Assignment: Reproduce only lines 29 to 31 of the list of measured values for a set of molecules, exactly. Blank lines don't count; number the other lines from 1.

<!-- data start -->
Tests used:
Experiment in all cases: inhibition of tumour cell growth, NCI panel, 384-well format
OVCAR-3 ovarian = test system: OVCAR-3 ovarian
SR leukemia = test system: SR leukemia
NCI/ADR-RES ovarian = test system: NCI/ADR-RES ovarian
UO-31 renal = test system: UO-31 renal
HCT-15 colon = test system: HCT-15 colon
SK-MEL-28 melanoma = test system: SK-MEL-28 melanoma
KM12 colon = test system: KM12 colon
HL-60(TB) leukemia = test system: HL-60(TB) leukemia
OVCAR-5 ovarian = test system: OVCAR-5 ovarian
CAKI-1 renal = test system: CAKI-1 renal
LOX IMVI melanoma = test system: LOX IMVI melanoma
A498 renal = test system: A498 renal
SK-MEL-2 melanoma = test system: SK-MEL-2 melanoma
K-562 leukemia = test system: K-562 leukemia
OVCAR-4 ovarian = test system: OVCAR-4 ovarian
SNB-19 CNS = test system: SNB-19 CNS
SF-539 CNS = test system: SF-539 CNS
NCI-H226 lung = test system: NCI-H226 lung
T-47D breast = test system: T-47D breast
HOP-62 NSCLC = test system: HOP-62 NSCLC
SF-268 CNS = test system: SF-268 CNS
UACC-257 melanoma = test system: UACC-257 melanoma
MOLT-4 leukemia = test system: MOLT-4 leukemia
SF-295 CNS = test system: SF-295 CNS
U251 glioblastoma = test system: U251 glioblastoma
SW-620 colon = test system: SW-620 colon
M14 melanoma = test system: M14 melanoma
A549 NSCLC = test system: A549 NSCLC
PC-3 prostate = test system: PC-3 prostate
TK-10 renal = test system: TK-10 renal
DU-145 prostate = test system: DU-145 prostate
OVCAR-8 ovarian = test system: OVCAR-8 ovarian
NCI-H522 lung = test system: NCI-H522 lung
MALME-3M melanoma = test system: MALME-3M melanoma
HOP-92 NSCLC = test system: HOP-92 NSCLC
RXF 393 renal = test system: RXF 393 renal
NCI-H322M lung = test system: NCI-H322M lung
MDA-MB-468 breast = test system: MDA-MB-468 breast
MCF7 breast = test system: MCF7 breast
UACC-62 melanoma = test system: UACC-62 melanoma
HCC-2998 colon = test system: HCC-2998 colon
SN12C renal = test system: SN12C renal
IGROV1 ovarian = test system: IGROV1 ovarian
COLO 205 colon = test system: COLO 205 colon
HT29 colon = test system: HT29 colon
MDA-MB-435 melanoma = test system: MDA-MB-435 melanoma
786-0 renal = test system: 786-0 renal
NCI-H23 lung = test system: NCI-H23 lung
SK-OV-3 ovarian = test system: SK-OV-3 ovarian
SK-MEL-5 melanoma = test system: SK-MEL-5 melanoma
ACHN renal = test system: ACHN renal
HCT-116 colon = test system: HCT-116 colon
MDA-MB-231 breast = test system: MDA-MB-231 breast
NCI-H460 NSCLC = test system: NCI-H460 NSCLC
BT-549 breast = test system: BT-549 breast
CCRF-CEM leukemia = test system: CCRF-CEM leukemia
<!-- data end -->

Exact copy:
M14 melanoma = test system: M14 melanoma
A549 NSCLC = test system: A549 NSCLC
PC-3 prostate = test system: PC-3 prostate